By: Sherri Gragg
From Problem Child to Activist
Jessie Daniel Ames was a problem child. Her unwillingness to conform to the strict Victorian societal expectations of her youth prompted her parents to frequently send her away from the dinner table for her poor manners. The fiery child spent many evenings taking her meals in the kitchen alongside the servants. It was there that she first heard about the lynching of a local man in nearby Tyler, Texas. The horrifying account lodged in the heart and mind of young Jessie where it knit together with her indomitable will to shape the course of a nation.
Ames was born in Palestine, Texas in 1883. She entered Southwestern University at the young age of 13 and graduated in 1902. She was widowed at the age of 31, and left to rear her three young children alone. Tragedy and single parenthood did little to get in the way of the once problem child. A life-long Methodist, she grew up to become a prominent leader in the suffragist movement. In 1919, she established the Texas League of Women Voters. However, unlike many of her fellow suffragists, she was also acutely aware of the injustices suffered by African Americans in the years before the Civil Rights Movement. In 1930, she rallied a group of like-minded women to form the Association of Southern Women for the Prevention of Lynching.

The rest of the story...

Thursday, April 19, 2018

Love Has Won, Showing (2018-0408)

Thanks to Joel Shuman for preaching on this date!
Acts 4:32-35; Psalm 133; 1 John 1:1-5; 4:7-21; John 20:19-31

We declare to you what was from the beginning, what we have heard, what we have seen with our eyes, what we have looked at and touched with our hands, concerning the word of life – this life was revealed, and we have seen it and testify to it, and declare to you the eternal life that was with the Father and was revealed to us – we declare to you what we have seen and heard so that you also may have fellowship with us; and truly our fellowship is with the Father and with his Son Jesus Christ. We are writing these things so that your joy may be complete.

This is the message we have heard from him and proclaim to you, that God is light, and in him there is no darkness at all…

Resurrection Walk

Wednesday, April 18, 2018

Hospital Changes Blind Boy's Life

Born blind with cataracts on both eyes, 8-year-old Morlai Bangura, who lives in the remote village of Barmoi in northern Sierra Leone, can now see. Thanks to successful eye operations at the Sierra Leone Conference’s Lowell and Ruth Gess United Methodist Eye Hospital, Morlai has started attending school in eastern Freetown. Photo courtesy of Dr. Moges Teshome, Lowell and Ruth Gess United Methodist Eye Hospital.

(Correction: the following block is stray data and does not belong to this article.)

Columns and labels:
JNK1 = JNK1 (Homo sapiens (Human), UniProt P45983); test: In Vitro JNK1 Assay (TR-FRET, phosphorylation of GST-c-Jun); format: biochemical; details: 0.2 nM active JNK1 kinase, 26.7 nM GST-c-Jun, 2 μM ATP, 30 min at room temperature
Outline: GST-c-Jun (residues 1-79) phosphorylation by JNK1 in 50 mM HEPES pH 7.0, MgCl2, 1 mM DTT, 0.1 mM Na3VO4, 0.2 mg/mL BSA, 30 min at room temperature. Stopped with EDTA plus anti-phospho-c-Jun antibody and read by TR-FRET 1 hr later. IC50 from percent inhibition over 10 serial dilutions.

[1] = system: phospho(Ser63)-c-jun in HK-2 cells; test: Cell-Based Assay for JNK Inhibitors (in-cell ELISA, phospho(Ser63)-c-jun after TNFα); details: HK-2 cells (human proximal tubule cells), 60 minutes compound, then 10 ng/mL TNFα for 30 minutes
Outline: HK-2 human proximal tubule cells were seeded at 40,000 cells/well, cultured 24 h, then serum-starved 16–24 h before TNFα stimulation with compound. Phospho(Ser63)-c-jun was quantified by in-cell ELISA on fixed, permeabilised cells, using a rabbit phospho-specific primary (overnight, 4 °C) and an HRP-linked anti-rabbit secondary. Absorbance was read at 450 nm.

By Phileas Jusu
March 12, 2018 | FREETOWN, Sierra Leone (UMNS)
Born blind with cataracts in both eyes, 8-year-old Morlai Bangura can now see and has started attending school in eastern Freetown, with support from the Sierra Leone Conference’s Lowell and Ruth Gess United Methodist Eye Hospital.
In a country where opportunities for the blind are limited and many are reduced to beggars, Morlai — who was living in a remote village in northern Sierra Leone — did not have the slimmest prospect of sight or city life, let alone education.
He now has all three, thanks to the United Methodist eye hospital’s outreach team who discovered him in the woods of Barmoi and brought news of his condition to hospital authorities in Freetown.
“There is no health care facility in that very remote part of the country, no school. He was blind and was working on the farm. Nobody knew his cataracts were operable,” said Dr. Moges Teshome, the ophthalmologist who performed the surgeries.

Zoe with our kids

Saturday, April 14, 2018

Church in Honduras prepares to plant its FIFTH new congregation!

A sign at the entrance to the city of Danlí, Honduras, offers an invitation to visit the Central United Methodist Church. The Rev. Jose Roberto Peña, the church's pastor, said,
By the Rev. Gustavo Vasquez
March 13, 2018 | DANLÍ, Honduras (UMNS)
The Central United Methodist Church of Danlí is considered the first organized church of the United Methodist mission in Honduras.
It began in 1997 as a mission initiative of Bishop Armando Rodriguez, who was the leader of the Methodist Church in Cuba. At that time, Rodriguez had retired from episcopal duties and became a missionary of the United Methodist Board of Global Ministries.
With 200 members and an average attendance of 80 congregants, the church has Sunday school with groups of all ages, worship service, prayer service and five growth groups. It has several ministries oriented to outreach and community service — providing food for children at risk of malnutrition and a recovery program for people with addictions. It also provides pastoral accompaniment to workers in a local tobacco factory.
Currently, the church is evaluating opening a new congregation and studying options to select the most appropriate location. The Danlí church has a lot of experience in this area, as it has already started four other churches.

Monday, April 9, 2018

Love Has Won: Join the Insurgency

31 Mar – 01 Apr 2018, Christ Mountain Top
Call to Worship, Isaiah 26:6-9
Children, John 20:1-18
Message, Mark 16:1-8